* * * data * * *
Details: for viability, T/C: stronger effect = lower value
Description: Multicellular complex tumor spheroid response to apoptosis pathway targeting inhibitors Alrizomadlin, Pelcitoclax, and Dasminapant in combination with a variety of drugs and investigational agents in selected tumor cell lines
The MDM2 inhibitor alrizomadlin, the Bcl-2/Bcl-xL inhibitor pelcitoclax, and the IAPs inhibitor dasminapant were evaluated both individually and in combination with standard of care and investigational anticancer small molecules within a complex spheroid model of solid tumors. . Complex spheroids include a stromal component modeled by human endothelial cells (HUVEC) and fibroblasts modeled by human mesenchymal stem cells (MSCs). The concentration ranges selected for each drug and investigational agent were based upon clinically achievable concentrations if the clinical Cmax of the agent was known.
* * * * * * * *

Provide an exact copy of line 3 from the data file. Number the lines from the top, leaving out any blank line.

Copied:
The MDM2 inhibitor alrizomadlin, the Bcl-2/Bcl-xL inhibitor pelcitoclax, and the IAPs inhibitor dasminapant were evaluated both individually and in combination with standard of care and investigational anticancer small molecules within a complex spheroid model of solid tumors. . Complex spheroids include a stromal component modeled by human endothelial cells (HUVEC) and fibroblasts modeled by human mesenchymal stem cells (MSCs). The concentration ranges selected for each drug and investigational agent were based upon clinically achievable concentrations if the clinical Cmax of the agent was known.